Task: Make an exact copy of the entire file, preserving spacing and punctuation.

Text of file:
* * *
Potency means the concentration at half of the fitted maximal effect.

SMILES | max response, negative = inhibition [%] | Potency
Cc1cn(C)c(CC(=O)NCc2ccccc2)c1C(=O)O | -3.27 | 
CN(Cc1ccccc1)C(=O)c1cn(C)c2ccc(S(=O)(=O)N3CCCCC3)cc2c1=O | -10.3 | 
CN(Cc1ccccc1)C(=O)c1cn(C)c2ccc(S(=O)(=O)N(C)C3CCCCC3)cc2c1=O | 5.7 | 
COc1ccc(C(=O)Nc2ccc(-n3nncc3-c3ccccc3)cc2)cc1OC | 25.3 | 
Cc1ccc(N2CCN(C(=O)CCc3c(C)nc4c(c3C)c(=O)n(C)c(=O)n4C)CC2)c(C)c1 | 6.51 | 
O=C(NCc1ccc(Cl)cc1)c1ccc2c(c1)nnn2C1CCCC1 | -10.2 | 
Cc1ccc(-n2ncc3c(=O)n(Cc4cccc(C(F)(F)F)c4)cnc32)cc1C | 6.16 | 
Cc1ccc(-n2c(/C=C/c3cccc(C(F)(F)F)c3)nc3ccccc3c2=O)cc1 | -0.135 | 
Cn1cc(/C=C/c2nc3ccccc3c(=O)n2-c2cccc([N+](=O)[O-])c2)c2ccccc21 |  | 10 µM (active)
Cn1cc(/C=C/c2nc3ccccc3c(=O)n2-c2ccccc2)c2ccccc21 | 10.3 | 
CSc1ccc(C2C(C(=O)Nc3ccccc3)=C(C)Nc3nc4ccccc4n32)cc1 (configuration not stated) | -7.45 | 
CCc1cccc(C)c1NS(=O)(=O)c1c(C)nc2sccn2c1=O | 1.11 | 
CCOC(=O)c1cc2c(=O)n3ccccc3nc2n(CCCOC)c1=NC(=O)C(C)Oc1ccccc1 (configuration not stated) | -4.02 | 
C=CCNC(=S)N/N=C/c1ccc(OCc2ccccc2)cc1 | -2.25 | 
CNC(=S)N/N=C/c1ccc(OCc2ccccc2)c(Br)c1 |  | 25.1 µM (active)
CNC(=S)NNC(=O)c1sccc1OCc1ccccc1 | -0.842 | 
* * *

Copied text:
Potency means the concentration at half of the fitted maximal effect.

SMILES | max response, negative = inhibition [%] | Potency
Cc1cn(C)c(CC(=O)NCc2ccccc2)c1C(=O)O | -3.27 | 
CN(Cc1ccccc1)C(=O)c1cn(C)c2ccc(S(=O)(=O)N3CCCCC3)cc2c1=O | -10.3 | 
CN(Cc1ccccc1)C(=O)c1cn(C)c2ccc(S(=O)(=O)N(C)C3CCCCC3)cc2c1=O | 5.7 | 
COc1ccc(C(=O)Nc2ccc(-n3nncc3-c3ccccc3)cc2)cc1OC | 25.3 | 
Cc1ccc(N2CCN(C(=O)CCc3c(C)nc4c(c3C)c(=O)n(C)c(=O)n4C)CC2)c(C)c1 | 6.51 | 
O=C(NCc1ccc(Cl)cc1)c1ccc2c(c1)nnn2C1CCCC1 | -10.2 | 
Cc1ccc(-n2ncc3c(=O)n(Cc4cccc(C(F)(F)F)c4)cnc32)cc1C | 6.16 | 
Cc1ccc(-n2c(/C=C/c3cccc(C(F)(F)F)c3)nc3ccccc3c2=O)cc1 | -0.135 | 
Cn1cc(/C=C/c2nc3ccccc3c(=O)n2-c2cccc([N+](=O)[O-])c2)c2ccccc21 |  | 10 µM (active)
Cn1cc(/C=C/c2nc3ccccc3c(=O)n2-c2ccccc2)c2ccccc21 | 10.3 | 
CSc1ccc(C2C(C(=O)Nc3ccccc3)=C(C)Nc3nc4ccccc4n32)cc1 (configuration not stated) | -7.45 | 
CCc1cccc(C)c1NS(=O)(=O)c1c(C)nc2sccn2c1=O | 1.11 | 
CCOC(=O)c1cc2c(=O)n3ccccc3nc2n(CCCOC)c1=NC(=O)C(C)Oc1ccccc1 (configuration not stated) | -4.02 | 
C=CCNC(=S)N/N=C/c1ccc(OCc2ccccc2)cc1 | -2.25 | 
CNC(=S)N/N=C/c1ccc(OCc2ccccc2)c(Br)c1 |  | 25.1 µM (active)
CNC(=S)NNC(=O)c1sccc1OCc1ccccc1 | -0.842 | 